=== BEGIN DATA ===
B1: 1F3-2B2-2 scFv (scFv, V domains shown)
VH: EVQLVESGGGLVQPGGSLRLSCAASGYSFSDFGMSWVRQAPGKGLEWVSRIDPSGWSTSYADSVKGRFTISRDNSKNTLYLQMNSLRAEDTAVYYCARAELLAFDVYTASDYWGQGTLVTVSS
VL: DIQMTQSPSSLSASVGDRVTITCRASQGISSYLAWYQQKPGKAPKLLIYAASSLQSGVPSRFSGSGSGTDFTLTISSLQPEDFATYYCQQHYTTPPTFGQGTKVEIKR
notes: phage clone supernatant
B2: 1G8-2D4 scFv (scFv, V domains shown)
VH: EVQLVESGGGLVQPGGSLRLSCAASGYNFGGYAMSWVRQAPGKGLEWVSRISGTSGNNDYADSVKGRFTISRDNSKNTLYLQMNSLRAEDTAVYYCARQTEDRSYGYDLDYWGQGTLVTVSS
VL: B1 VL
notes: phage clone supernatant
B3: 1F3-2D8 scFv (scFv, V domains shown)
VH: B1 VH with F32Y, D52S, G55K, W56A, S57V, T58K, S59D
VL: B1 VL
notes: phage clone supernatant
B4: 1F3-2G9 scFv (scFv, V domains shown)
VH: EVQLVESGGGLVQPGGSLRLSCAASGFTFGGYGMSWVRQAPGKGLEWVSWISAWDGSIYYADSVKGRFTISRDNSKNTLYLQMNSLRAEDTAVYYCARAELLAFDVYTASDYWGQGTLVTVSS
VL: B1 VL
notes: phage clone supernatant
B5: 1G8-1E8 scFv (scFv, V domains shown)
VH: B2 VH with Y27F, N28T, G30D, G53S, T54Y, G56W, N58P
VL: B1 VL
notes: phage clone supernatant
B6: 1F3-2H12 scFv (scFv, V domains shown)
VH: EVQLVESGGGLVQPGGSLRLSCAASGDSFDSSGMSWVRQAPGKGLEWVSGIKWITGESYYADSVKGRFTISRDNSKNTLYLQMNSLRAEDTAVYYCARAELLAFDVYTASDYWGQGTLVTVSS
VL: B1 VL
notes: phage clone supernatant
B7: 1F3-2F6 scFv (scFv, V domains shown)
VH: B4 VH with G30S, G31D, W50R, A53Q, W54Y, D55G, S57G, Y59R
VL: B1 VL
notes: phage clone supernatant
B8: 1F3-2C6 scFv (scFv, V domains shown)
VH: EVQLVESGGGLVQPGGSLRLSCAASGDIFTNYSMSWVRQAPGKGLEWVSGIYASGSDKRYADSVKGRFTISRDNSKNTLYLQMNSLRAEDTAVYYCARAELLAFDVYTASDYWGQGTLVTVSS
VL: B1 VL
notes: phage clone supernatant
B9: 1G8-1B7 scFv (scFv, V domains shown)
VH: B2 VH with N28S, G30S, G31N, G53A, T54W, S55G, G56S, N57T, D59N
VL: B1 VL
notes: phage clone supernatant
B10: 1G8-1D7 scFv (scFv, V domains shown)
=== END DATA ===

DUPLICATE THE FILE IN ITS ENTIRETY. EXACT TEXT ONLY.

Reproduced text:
B1: 1F3-2B2-2 scFv (scFv, V domains shown)
VH: EVQLVESGGGLVQPGGSLRLSCAASGYSFSDFGMSWVRQAPGKGLEWVSRIDPSGWSTSYADSVKGRFTISRDNSKNTLYLQMNSLRAEDTAVYYCARAELLAFDVYTASDYWGQGTLVTVSS
VL: DIQMTQSPSSLSASVGDRVTITCRASQGISSYLAWYQQKPGKAPKLLIYAASSLQSGVPSRFSGSGSGTDFTLTISSLQPEDFATYYCQQHYTTPPTFGQGTKVEIKR
notes: phage clone supernatant
B2: 1G8-2D4 scFv (scFv, V domains shown)
VH: EVQLVESGGGLVQPGGSLRLSCAASGYNFGGYAMSWVRQAPGKGLEWVSRISGTSGNNDYADSVKGRFTISRDNSKNTLYLQMNSLRAEDTAVYYCARQTEDRSYGYDLDYWGQGTLVTVSS
VL: B1 VL
notes: phage clone supernatant
B3: 1F3-2D8 scFv (scFv, V domains shown)
VH: B1 VH with F32Y, D52S, G55K, W56A, S57V, T58K, S59D
VL: B1 VL
notes: phage clone supernatant
B4: 1F3-2G9 scFv (scFv, V domains shown)
VH: EVQLVESGGGLVQPGGSLRLSCAASGFTFGGYGMSWVRQAPGKGLEWVSWISAWDGSIYYADSVKGRFTISRDNSKNTLYLQMNSLRAEDTAVYYCARAELLAFDVYTASDYWGQGTLVTVSS
VL: B1 VL
notes: phage clone supernatant
B5: 1G8-1E8 scFv (scFv, V domains shown)
VH: B2 VH with Y27F, N28T, G30D, G53S, T54Y, G56W, N58P
VL: B1 VL
notes: phage clone supernatant
B6: 1F3-2H12 scFv (scFv, V domains shown)
VH: EVQLVESGGGLVQPGGSLRLSCAASGDSFDSSGMSWVRQAPGKGLEWVSGIKWITGESYYADSVKGRFTISRDNSKNTLYLQMNSLRAEDTAVYYCARAELLAFDVYTASDYWGQGTLVTVSS
VL: B1 VL
notes: phage clone supernatant
B7: 1F3-2F6 scFv (scFv, V domains shown)
VH: B4 VH with G30S, G31D, W50R, A53Q, W54Y, D55G, S57G, Y59R
VL: B1 VL
notes: phage clone supernatant
B8: 1F3-2C6 scFv (scFv, V domains shown)
VH: EVQLVESGGGLVQPGGSLRLSCAASGDIFTNYSMSWVRQAPGKGLEWVSGIYASGSDKRYADSVKGRFTISRDNSKNTLYLQMNSLRAEDTAVYYCARAELLAFDVYTASDYWGQGTLVTVSS
VL: B1 VL
notes: phage clone supernatant
B9: 1G8-1B7 scFv (scFv, V domains shown)
VH: B2 VH with N28S, G30S, G31N, G53A, T54W, S55G, G56S, N57T, D59N
VL: B1 VL
notes: phage clone supernatant
B10: 1G8-1D7 scFv (scFv, V domains shown)